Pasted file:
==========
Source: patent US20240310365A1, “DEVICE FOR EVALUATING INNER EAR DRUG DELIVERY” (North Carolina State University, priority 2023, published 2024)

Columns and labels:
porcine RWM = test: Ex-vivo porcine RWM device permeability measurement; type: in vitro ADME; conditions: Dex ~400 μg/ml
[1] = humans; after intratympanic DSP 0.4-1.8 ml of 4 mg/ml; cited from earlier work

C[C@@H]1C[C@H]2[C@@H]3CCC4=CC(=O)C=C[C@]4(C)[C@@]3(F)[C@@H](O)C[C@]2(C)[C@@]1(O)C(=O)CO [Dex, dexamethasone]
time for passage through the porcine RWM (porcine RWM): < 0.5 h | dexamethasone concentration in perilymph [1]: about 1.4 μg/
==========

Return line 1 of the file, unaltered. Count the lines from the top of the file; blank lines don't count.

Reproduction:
Source: patent US20240310365A1, “DEVICE FOR EVALUATING INNER EAR DRUG DELIVERY” (North Carolina State University, priority 2023, published 2024)